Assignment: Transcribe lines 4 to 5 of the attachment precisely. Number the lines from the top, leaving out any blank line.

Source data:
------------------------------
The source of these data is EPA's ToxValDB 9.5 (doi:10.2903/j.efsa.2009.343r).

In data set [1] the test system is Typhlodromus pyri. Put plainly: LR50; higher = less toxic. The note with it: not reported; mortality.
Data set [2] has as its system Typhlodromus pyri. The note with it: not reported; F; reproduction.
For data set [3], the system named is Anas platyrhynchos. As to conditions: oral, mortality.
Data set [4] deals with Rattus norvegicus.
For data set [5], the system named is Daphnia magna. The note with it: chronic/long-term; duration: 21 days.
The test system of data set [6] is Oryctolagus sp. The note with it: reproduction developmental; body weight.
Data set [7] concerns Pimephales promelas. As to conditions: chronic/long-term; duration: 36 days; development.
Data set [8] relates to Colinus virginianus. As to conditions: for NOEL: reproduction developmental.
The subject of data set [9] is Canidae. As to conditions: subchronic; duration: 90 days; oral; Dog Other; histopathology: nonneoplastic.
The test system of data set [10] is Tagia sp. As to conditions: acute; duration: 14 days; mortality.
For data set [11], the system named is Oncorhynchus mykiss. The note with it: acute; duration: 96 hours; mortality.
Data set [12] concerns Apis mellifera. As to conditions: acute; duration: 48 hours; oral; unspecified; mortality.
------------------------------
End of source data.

For data set [3], the system named is Anas platyrhynchos. As to conditions: oral, mortality.
Data set [4] deals with Rattus norvegicus.